Richard Noble has taken our car keys.

“Record breaking is very dangerous business,” he says.

In the first of the required back-to-back runs, SSC has, in fact, gone Mach 1. The parachutes are torn from the ass end of the race car. Parachute failure is what sent Craig Breedlove into a brine pond and what launched Paula “Miss STP” Murphy into the back forty of California’s wine country. In this instance, however, the damage is minimal. There is so much drag built into the design of SSC , that it can slow down from a speed of 760 mph with room to spare. The Hand of the Supreme Consciousness began to push onto the race car and slow ‘er down, a gentle tug that decreases the machine’s velocity to where Andy Green can actually begin to apply the brakes and not melt them a la Breedlove in 1964… Breedlove, of course (and unlike Green), did not have the benefit of lights blinking in the cockpit and buzzers and beepers whooping as warnings to the driver that it was now safe to apply his foot to the brake pedal… so, with all of this in place, Green judiciously hit the brakes, well aware that he has had a chute failure, and after seven miles or so of coasting, brings the beastly black behemoth to a stop.

Which has really fouled up the routine. Here they are, in the first leg of a back-to-back record run with an hour turnaround time, and SSC has overshot its mark – where the support vehicles are waiting – by a mile or so…. The support team has to fire up the tow trucks and chase Green down, mount the massive race car onto the trailer hitch, turn back around and begin to service the car, replenish the kerosene, download data, pack the parachutes… uhhh, pack the parachutes… yeah, pack the parachutes…this is the nexus of the crisis, after so much grunt work and sleep deprivation in a couple of utterly uninhabitable climates, here they are, they have gone Mach 1 and all they have to do is turn this sucker around and the parachute lines are tangled into knots of macrame and a lattice of spaghetti. What to do?

Richard Noble manages the crisis. “Bloody hell, cut the goddamn parachute off.” So they do.

The assembled smell blood in the water. A supersonic speed record is imminent, and these guys are going after it with the parachutes cut off. Flash, the bartender from the Black Rock Saloon, is waving the Union Jack and sporting a t-shirt that reads. “the Empire Strikes Back.” The tension of waiting is as thick as the dirt on Noble’s rentacar. And then the stress tightens even more, as nobody is prepared for what comes next…

Breedlove’s publicist pulls Richard Noble aside and tells him that Breedlove is out on the access road, and wants to offer congratulations for actually breaking the sound barrier, but doesn’t want to spoil or interrupt Noble’s moment of glory. All the journos and photographers gathered around the dusty rentacar crane their necks and tilt the axis of their hearing ability to eavesdrop on the incessant whispering and weaseling from Breedlove’s boy.

This is a moment of crisis and for all of Breedlove’s recent folly (bungled communications which led to structural damage of his racer – and nearly a motorhome and its inhabitants; his return to the desert with the notion of making a drone run at supersonic speeds; a engine fodded because somebody left a bolt on the engine’s inlet duct; getting the rig stuck in the mud as they pulled out of Black Rock; the exclusive penny ante deal with Speedvision that reduced video uplinks of his efforts to a near blackout; and when the team got its shit together enough to actually make a run, the miscues that led to a series of rather unspectacular runs on the playa), here he was, hovering off of the lake bed in a white van with the motor and a.c. running, relaying his congratulations to the guys who were on the verge of pulling the whole thing off. If these scenes were not running in fast forward through Richard Noble’s cranium, they were certainly running through the noggins of the gathered journalists who had endured the last six weeks in the town that Bruno built.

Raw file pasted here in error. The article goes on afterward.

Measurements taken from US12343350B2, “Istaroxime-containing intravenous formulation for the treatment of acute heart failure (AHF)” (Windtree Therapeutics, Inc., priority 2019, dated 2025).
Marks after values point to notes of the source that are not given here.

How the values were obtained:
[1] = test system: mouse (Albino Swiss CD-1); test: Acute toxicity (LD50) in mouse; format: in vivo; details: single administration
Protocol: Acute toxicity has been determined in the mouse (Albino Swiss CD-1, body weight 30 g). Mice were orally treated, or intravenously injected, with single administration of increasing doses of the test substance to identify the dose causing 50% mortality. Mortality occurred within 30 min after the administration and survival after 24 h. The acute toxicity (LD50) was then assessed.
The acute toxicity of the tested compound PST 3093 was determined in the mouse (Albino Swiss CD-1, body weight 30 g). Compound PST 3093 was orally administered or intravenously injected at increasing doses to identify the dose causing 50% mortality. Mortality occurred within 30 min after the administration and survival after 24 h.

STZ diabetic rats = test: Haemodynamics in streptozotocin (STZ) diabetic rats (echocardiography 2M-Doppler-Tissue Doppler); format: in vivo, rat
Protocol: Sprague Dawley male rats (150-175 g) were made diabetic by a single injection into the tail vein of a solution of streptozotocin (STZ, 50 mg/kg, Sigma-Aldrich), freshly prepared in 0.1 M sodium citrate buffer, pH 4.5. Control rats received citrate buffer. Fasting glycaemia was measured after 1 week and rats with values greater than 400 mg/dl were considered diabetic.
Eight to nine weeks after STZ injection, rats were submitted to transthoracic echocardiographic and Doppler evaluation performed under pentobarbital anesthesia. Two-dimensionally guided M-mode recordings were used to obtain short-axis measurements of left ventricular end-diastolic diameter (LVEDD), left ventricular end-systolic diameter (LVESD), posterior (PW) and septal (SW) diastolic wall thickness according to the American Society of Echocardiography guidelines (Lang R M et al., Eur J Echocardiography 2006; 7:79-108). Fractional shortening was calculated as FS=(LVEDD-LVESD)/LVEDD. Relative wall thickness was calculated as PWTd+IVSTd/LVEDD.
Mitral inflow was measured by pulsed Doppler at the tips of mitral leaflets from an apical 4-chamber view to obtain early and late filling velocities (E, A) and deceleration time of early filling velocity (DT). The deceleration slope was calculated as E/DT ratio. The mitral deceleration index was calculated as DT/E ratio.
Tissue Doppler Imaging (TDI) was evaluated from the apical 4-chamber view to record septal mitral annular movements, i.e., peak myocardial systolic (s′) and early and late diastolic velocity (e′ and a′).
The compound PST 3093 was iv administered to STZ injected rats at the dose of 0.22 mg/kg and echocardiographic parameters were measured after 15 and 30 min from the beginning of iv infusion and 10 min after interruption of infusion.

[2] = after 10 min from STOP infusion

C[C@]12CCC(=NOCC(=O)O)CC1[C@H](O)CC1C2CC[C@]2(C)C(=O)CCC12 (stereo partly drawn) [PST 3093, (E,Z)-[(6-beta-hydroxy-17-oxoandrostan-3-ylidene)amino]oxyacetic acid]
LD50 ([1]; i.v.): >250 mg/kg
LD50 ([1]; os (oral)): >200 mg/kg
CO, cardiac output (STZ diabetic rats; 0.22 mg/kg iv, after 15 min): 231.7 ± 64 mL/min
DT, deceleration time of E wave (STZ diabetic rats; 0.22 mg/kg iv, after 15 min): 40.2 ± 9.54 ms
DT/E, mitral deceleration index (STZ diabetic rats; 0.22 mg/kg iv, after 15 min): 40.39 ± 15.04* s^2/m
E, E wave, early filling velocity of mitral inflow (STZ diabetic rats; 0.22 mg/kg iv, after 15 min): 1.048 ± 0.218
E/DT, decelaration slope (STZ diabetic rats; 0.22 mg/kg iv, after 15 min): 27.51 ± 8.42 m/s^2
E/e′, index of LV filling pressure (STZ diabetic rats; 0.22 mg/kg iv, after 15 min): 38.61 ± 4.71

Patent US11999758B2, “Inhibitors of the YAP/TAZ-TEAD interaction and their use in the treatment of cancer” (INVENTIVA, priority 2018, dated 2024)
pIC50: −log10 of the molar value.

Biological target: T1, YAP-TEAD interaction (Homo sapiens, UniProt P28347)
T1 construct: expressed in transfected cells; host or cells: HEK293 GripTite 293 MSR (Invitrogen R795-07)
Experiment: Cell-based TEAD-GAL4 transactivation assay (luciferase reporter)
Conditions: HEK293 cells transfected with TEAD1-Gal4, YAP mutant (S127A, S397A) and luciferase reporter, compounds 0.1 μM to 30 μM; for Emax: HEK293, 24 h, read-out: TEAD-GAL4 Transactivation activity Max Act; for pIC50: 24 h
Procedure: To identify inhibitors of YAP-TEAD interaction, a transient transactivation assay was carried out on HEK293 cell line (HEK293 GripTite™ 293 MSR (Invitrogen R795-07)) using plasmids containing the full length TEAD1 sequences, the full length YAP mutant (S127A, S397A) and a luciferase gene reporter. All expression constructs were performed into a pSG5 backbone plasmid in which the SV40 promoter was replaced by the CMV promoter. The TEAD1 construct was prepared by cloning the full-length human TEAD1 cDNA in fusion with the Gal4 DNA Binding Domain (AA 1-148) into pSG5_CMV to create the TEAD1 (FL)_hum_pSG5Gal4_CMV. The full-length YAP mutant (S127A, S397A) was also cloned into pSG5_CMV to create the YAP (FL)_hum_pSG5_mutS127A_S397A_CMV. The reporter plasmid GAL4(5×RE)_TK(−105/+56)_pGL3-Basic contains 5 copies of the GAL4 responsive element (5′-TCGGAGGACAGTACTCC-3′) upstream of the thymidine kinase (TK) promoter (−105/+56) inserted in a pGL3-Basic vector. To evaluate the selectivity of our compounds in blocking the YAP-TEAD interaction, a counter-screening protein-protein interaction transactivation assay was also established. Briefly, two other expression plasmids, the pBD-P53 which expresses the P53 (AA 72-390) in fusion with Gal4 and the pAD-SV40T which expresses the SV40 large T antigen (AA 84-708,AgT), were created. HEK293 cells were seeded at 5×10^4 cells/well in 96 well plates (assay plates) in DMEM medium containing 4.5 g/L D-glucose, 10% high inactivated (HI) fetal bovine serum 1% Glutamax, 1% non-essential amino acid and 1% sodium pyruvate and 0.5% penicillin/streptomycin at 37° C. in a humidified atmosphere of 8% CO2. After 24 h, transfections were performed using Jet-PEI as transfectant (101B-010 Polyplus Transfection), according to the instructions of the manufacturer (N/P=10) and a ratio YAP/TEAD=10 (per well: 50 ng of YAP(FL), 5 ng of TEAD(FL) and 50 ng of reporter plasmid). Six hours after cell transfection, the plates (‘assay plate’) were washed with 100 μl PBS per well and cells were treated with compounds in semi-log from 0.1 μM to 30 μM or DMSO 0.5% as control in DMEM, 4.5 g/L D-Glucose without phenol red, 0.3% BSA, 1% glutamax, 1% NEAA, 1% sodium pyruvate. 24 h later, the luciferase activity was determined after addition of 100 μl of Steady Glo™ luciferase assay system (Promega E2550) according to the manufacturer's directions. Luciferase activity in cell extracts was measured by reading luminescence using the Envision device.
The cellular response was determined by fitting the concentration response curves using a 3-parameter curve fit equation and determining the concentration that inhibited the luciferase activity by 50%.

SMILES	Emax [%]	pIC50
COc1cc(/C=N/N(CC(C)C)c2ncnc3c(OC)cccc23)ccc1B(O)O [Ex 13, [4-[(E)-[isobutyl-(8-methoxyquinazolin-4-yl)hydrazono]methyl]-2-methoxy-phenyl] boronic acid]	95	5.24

“For fuck’s sake, tell him to get out here.”

“Well, Craig feels it would be unsportsmanlike to impose on your moment of glory.”

Some journalists chuckle. Others arch their eyebrows in mute bemusement.

Noble reprises his suggestion for Craig to join him. The SOA flack nods.

W-a-y off in the distance, a bubble of heat waves and smoke s-l-o-w-l-y grows in dimension. It looks like a mirage, but is actually Breedlove and his minions, making their way onto the lake bed at a speed of 35 mph.

It takes forever.

He gets out of the van and he looks like Mick Jagger. The journalists rush him and turn on microcassettes and shutters click and flashbulbs pop. It is unfuckingbelieveable. Here is the moment that Noble and his SSC compatriots have forsaken their lives for and All eyes are on Breedlove. As Craig makes his way across the press area of the measured mile, his handlers part a sea of news gatherers with the swift assuredness of James Brown’s bodyguards and Noble is left alone by his dusty rentacar.

Gradually, Breedlove makes it to the rentacar and shakes Noble’s hand. They are now enveloped by journalists who are fluid in an experiment in the Bernoulli Effect.

“Richard and I both agreed (ka-buszzhh ka-busszzh ka-buszzh) that Andy Green is the first person to break the Sound Barrier. (ka-buszzhh ka-busszzh ka-buszzh).” The light reflects in Craig’s aviator shades. He is oblivious to Flash waving the Union Jack.

Six and a half miles away, SSC is rolling again.

They light the beast, Green eases ‘er down the lake bed for a mile or so and then hops on the throttle.

“USAC timing, can you confirm that we did it within the hour?”

“Unfortunately, SSC you missed it by 43 seconds.”

Richard Noble doesn’t miss a beat. “Right then, that’s record breaking.”


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